Pastor Steve


September 29th Matthew chapter four

In today’s reading we see the temptation of Christ.  Satan tries his best to get Jesus to skip the sacrificial death in God’s plan.  Lucifer even offers to hand everything over if Jesus will change His direction of fulfilling the Father’s will.  If we look a bit deeper at the temptations we will see what was behind them.  When Satan wanted Jesus to turn the stone into bread and to have Jesus jump from the temple,  I do not believe that it was just for the purpose of a meal or disobedience.  The Jews, under Roman rule, were kept content and paying taxes because the Romans kept them fed and entertained.  If Jesus were to do these two things the people would have crowned Him king on the spot.  We will see later that Jesus had to slip away before the people took Him by force and made Him king.  If Jesus would have taken the easy route and skipped the cross His reign would only have been an earthly reign.  Jesus came to save men from sin, not from Rome.  When these two temptations failed, Satan offered the kingdom to him with out a fight if He would bow to him.  Once again, this would remove the sacrificial death on the cross.

We need to make sure that we see how Jesus, the son of God, defeated Satan’s temptations.  Jesus did not debate Lucifer (although He could have and He would have won) He instead relied on the Word of God.  Each and every attempt by the evil one was combated with the Word.  With the truth of the Word Satan has no foot hold. It is interesting that Satan stopped after three attempts.  Lies cannot stand up against the truth. Psalm 119:105 states “Thy Word is a lamp unto my feet and a light unto my path…”  If Eve would have trusted in the truth of God’s Word she never would have eaten the forbidden fruit.  After doubting God’s word she denied God’s Word then, tragically, she disobeyed God’s Word.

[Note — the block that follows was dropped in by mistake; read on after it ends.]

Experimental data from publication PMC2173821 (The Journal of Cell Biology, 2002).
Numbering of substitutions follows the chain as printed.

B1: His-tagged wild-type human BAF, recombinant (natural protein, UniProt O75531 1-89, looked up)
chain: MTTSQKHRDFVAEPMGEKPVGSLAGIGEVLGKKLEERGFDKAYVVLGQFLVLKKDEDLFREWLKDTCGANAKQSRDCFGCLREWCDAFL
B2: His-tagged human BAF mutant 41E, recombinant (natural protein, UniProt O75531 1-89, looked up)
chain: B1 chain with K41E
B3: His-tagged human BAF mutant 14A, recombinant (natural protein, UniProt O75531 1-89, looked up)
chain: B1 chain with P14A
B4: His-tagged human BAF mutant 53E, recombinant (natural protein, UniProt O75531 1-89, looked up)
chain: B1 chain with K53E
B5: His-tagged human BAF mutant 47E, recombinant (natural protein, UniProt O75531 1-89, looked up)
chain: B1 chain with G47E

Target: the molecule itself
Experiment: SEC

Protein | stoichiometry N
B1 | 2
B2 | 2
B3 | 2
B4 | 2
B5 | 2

Now we see, as I mentioned yesterday, the message of Jesus.  He begins His ministry by preaching “Repent for the kingdom of heaven is at hand” (4:17).    Jesus not only demanded repentance, but He also said that the Kingdom was “at hand.”  So often people view the Kingdom of heaven to be in eternity only, but it is not.  When Jesus came he set up a Kingdom without borders.  Jesus set up a Kingdom without discretion of race, ethnicity, gender or social status.  The thing that makes people part of the Kingdom is a renewed Spirit through repentance.  When trusting in Christ for the remission of sins and turning from those sins people become the son’s and daughters of God.  This happens right here, and right now, not some time in the future.  Kingdom dwellers obey their new found King.

I John 3:3      “Behold what manner of love the Father has given unto us that we should be called the son’s of God: therefore the world knows us not, because it knew not Him.”


Pastor Steve